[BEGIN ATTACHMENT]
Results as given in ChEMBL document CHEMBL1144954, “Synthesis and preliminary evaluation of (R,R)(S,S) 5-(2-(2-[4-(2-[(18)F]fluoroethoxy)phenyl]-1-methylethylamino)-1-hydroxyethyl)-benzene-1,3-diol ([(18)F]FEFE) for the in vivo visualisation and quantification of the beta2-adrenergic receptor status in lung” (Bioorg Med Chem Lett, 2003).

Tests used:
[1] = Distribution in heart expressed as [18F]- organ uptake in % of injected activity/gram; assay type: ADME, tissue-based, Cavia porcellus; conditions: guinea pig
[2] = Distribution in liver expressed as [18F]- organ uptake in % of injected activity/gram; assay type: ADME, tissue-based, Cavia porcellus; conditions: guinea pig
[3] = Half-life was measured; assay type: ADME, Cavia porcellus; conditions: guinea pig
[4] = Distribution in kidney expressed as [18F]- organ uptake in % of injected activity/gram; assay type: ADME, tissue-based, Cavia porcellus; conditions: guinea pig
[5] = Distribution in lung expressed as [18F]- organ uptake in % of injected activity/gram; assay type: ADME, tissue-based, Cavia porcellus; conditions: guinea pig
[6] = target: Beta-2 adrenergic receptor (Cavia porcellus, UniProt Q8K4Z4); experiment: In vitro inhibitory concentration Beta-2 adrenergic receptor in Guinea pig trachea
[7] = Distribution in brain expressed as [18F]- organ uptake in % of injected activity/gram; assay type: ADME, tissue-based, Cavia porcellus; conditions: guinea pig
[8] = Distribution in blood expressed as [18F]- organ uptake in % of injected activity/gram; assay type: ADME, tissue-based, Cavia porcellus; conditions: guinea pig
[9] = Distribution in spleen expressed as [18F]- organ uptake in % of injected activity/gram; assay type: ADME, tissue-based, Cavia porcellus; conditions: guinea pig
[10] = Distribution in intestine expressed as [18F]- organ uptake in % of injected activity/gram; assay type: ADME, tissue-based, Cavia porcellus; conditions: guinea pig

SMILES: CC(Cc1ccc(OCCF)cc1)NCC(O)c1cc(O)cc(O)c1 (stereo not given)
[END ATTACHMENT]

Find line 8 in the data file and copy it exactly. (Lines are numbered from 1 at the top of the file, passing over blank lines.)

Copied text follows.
[6] = target: Beta-2 adrenergic receptor (Cavia porcellus, UniProt Q8K4Z4); experiment: In vitro inhibitory concentration Beta-2 adrenergic receptor in Guinea pig trachea